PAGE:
Playoffs cancelled due to COVID-19 pandemic
2020-21 60 27 29 4 58 146 155 4th, Chernyshev Mikael Ruohomaa (39 points: 9 G, 30 A; 55 GP) Did not qualify

Players

Current roster

Updated 25 March 2021.[6][7]

# Nat Player Pos S/G Age Acquired Birthplace
92 Russia Arseni Akhmetov G L 22 2020 Kazan, Russia
76 Russia Timur Akhiyarov D L 22 2020 Moscow, Russia
20 Russia Konstantin Alexeyev D L 33 2016 Novosibirsk, Russian SFSR
33 Russia Denis Bodrov D L 35 2021 Moscow, Russian SFSR
24 Russia Yevgeni Chesalin (C) LW L 33 2019 Podolsk, Russian SFSR
2 Russia Nikolai Demidov D L 25 2017 Golitsyno, Russia
87 Russia Sergei Dubakin F L 21 2020 Novosibirsk, Russia
23 Finland Jyrki Jokipakka D L 30 2019 Tampere, Finland
32 Russia Ilya Khokhlov D L 26 2020 Moscow, Russia
22 Russia Viktor Komarov C R 27 2018 Chelyabinsk, Russia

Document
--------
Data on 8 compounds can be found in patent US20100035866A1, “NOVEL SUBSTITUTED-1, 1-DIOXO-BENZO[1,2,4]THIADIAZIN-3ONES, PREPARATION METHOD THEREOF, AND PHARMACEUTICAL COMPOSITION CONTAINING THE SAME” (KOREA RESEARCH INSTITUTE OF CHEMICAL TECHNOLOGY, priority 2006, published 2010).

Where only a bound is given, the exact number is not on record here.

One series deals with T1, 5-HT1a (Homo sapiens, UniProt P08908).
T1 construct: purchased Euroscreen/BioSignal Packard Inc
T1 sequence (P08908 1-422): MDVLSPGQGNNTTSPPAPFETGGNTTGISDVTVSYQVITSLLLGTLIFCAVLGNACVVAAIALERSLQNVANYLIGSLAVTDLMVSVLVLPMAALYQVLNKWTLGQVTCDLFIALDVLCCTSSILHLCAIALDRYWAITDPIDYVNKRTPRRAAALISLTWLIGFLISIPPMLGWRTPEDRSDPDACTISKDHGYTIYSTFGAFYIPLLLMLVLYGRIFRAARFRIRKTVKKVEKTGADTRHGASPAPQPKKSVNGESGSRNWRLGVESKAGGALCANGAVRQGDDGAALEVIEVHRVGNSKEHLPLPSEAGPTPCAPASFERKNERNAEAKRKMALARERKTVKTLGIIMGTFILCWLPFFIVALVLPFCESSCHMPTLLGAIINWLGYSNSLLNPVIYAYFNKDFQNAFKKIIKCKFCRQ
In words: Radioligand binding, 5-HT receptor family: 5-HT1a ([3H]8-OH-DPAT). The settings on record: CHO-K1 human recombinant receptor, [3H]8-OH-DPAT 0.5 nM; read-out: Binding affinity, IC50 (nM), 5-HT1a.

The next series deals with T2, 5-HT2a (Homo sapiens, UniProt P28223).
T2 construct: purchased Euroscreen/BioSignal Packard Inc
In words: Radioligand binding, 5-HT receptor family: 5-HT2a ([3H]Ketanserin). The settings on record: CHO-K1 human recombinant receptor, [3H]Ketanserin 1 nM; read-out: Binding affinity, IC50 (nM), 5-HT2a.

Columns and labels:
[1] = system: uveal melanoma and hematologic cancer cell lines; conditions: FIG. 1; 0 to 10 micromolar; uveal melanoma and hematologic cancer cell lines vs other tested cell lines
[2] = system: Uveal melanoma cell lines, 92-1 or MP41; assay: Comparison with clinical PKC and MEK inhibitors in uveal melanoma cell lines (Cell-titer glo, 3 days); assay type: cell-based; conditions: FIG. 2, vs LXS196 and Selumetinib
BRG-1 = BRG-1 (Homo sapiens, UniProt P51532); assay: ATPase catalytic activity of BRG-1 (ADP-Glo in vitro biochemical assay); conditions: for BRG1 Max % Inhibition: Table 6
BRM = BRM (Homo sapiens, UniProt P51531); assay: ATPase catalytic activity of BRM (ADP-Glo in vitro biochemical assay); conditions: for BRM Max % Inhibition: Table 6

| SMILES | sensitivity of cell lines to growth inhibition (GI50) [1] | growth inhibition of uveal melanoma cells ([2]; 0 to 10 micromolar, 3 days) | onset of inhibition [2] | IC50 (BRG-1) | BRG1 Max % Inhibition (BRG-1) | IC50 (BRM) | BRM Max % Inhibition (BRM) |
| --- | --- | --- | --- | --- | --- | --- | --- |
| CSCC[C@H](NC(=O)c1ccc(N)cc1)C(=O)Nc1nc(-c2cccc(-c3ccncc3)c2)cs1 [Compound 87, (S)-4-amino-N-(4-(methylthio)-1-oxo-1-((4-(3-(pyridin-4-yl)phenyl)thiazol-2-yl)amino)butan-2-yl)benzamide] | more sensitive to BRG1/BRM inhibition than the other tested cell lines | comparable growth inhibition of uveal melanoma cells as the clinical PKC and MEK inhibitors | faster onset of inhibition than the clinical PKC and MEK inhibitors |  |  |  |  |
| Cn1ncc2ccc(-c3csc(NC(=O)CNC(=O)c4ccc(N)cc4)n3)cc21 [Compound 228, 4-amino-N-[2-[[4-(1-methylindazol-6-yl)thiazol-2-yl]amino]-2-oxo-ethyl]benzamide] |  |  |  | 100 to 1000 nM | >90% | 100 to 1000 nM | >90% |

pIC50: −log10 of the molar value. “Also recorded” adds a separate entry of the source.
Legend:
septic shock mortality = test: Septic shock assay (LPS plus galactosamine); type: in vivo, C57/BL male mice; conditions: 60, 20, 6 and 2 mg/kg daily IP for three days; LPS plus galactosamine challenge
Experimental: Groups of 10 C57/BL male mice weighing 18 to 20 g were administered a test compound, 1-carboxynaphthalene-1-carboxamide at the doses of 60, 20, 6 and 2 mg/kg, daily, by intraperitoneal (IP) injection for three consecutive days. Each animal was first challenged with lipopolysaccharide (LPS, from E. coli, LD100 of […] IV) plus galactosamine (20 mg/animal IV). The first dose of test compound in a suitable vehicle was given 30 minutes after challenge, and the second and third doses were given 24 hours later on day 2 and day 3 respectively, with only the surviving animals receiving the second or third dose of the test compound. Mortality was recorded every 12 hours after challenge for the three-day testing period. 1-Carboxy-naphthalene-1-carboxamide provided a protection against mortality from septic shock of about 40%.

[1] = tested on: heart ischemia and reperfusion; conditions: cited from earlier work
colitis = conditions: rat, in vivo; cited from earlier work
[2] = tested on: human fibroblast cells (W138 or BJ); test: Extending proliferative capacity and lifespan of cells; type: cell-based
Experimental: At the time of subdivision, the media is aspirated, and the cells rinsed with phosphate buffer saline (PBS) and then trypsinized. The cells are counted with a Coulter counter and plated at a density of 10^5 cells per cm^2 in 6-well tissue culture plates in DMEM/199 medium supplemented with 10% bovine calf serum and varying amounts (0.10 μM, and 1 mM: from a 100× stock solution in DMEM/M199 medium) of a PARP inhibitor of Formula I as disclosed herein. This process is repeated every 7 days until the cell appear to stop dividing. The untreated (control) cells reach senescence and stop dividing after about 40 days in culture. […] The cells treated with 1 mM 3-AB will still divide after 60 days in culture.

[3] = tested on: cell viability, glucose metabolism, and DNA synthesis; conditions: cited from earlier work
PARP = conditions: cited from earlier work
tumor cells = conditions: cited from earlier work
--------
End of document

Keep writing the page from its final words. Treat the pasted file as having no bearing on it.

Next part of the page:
96 Russia Nikita Korotkov F L 25 2019 Novosibirsk, Russia
33 Russia Anton Krasotkin G L 24 2020 Yaroslavl, Russia
2 Russia Vadim Kudako D L 24 2021 Cherepovets, Russia
90 Russia Oleg Li RW L 30 2020 Volgograd, Russian SFSR
51 Russia Vyacheslav Litovchenko C L 31 2021 Khabarovsk, Russian SFSR
70 Russia Egor Milovzorov (A) RW L 33 2016 Novosibirsk, Russian SFSR
7 Russia Ilya Morozov D L 22 2017 Novosibirsk, Russia
88 Canada Trevor Murphy D L 26 2021 Windsor, Ontario, Canada
97 Russia Dmitri Ovchinnikov F L 19 2019 Chita, Russia
90 Russia Ilya Pastukhov D L 20 2019 Novosibirsk, Russia
71 Finland Juuso Puustinen RW L 33 2019 Kuopio, Finland
92 Russia Mikhail Romayev F L 20 2019 Moscow, Russia
13 Finland Mikael Ruohomaa C L 32 2019 Alastaro, Finland
39 Russia Stepan Sannikov LW L 30 2020 Solikamsk, Russian SFSR
29 Finland Harri Sateri G L 31 2019 Toijala, Finland
83 Russia Nikita Setdikov RW L 26 2020 Moscow, Russia
86 Russia Alexander Sharov C L 25 2017 Moscow, Russia
99 Russia Nikita Shashkov F L 22 2018 Novokuznetsk, Russia
81 Russia Vladislav Ushenin F R 29 2020 Magnitogorsk, Russia
79 Russia Vyacheslav Ushenin C R 29 2020 Magnitogorsk, Russia
95 Russia Alexei Yakovlev LW L 26 2015 Novosibirsk, Russia
67 Russia Andrei Yermakov D R 27 2019 Moscow, Russia


Franchise records and leaders